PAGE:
Abstract

Wavelength-division multiplexing (WDM) technology has emerged as a promising technology for backbone networks. The optical layer based on WDM technology provides optical routing services to the upper layers such as the packet-switching layer and the time-division multiplexing (TDM) layer over the generalized multiprotocol label-switching (GMPLS) paradigm. The set of all-optical communication channels (lightpaths) in the optical layer defines the logical topology for the upper layer applications. Since the traffic demand of upper layer applications fluctuates from time to time, it is required to reconfigure the underlying logical topology in the optical layer accordingly. However, the reconfiguration for the logical topology is reluctantly disruptive to the network since some lightpaths should be torn down and some traffic has to be buffered or rerouted during the reconfiguration process. Therefore, it needs to have an efficient transition method to shift the current logical topology to the new one so as to minimize the effect of the reconfiguration on the upper layer traffic. This paper proposes several heuristic algorithms that move the current logical topology efficiently to the given target logical topology in large-scale wavelength-routed optical networks. In the proposed algorithms, the performance improvement/degradation of data transmission [transmission delay or distance between a source-destination (s-d) pair] caused by a new lightpath is considered as benefit for establishing the new lightpath. The proposed algorithms construct the new logical topology starting from a lightpath with the largest benefit to the user traffic. Simulation experiments have been performed to evaluate the proposed algorithms in comparison with existing algorithms in a National Science Foundation Network (NSFNET)-like network model with 16 nodes and 25 links. The results show that the proposed algorithms yield much better performance (shorter average packet hot distance) than previous algorithms mostly with comparable computation time.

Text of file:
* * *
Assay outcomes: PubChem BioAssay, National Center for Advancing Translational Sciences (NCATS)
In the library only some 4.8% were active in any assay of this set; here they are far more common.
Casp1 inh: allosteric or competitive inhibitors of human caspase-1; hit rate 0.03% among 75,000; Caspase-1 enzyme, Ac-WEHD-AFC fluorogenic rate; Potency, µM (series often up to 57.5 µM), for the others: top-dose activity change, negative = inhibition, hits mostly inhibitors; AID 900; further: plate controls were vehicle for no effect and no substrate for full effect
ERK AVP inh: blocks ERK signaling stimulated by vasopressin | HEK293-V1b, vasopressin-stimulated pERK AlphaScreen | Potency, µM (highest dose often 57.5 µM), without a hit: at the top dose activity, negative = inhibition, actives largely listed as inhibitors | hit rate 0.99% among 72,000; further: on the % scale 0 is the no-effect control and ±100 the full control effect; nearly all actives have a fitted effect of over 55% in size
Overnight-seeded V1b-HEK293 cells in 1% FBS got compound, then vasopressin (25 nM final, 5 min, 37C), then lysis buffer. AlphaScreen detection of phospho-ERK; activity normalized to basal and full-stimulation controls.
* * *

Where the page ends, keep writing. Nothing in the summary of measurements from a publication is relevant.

© 2005 IEEE

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